Endogenous cannabinoids and phytocannabinoids such as CBD and THC modulate the endocannabinoid system (ECS). THC is a partial agonist on the cannabinoid (CB) 1 receptor that results in central nervous system (CNS) effects, such as the “high” associated with marijuana; it also has limited CB2 agonist activity in the immune system. CBD has minimal activity on CB receptors, but it affects the ECS and the non-ECS. 4 Some of the proposed mechanisms of CBD include agonist activity at serotonin 1A, transient receptor potential vanilloid 1, G protein–coupled receptor 55, and adenosine A2A receptors, which may explain some of the possible analgesic, anti-inflammatory, anxiolytic, and antiepileptic effects of CBD. 1,5
In the United States, about two-thirds of states have legislation approving cannabis for recreational use (11 states) and/or medicinal purposes (21 additional states). Seven states mandate pharmacist involvement, such as dispensing activities or consulting to dispensaries. 6 The only FDA-approved (in 2018) CBD product is Epidiolex, which is indicated for treatment of seizures associated with Lennox-Gastaut syndrome or Dravet syndrome. 7 The law prohibits the sale of foods or dietary supplements to which CBD has been added; however, a wide variety of products containing CBD are available at retail stores. 8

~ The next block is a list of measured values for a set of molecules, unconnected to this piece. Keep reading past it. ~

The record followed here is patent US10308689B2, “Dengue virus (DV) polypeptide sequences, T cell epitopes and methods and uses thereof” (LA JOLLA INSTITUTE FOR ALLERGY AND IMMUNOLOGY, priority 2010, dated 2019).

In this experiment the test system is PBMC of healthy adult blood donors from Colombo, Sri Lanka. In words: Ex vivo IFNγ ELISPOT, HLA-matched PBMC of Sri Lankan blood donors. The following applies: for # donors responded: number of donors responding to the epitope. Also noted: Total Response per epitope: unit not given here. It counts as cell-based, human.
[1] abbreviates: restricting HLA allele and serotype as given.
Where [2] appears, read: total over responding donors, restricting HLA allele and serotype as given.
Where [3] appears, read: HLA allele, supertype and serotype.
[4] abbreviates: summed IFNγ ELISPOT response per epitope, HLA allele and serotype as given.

CBD formulations used in clinical trials include oral capsules, sublingual spray, oil-based solution, and topical gel. OTC CBD products are available in numerous other formulations, including topical balms and creams, e-liquid for inhalation, and infused foods and drinks. 1,9 Given the many formulations and manufacturers, nearly all CBD products lack standardization. The exception is Epidiolex, which is available as an oil-based oral solution formulated with sesame oil and standardized to contain 100 mg/mL of pure CBD extract. 7
CBD levels in commercially available products vary widely. The FDA has issued warning letters every year since 2015 to companies marketing unapproved new drugs that allegedly contain CBD. 8,10-13 As part of these warnings, the FDA tests the chemical content of CBD compounds, and it has found that many products do not contain the claimed level of CBD. Commercially available products have been assessed in laboratories, whose findings support the FDA’s concerns about product inconsistency and mislabeling. A laboratory assessment of OTC CBD products sold in the U.S. demonstrated that only 26 of 84 (31%) products tested were accurately labeled. 14 Not only was the amount of CBD in products overlabeled or underlabeled, but 21% of products contained THC even though it was not listed in the product information. In addition, the FDA has cited concerns regarding reports of contaminants such as pesticides and heavy metals. 8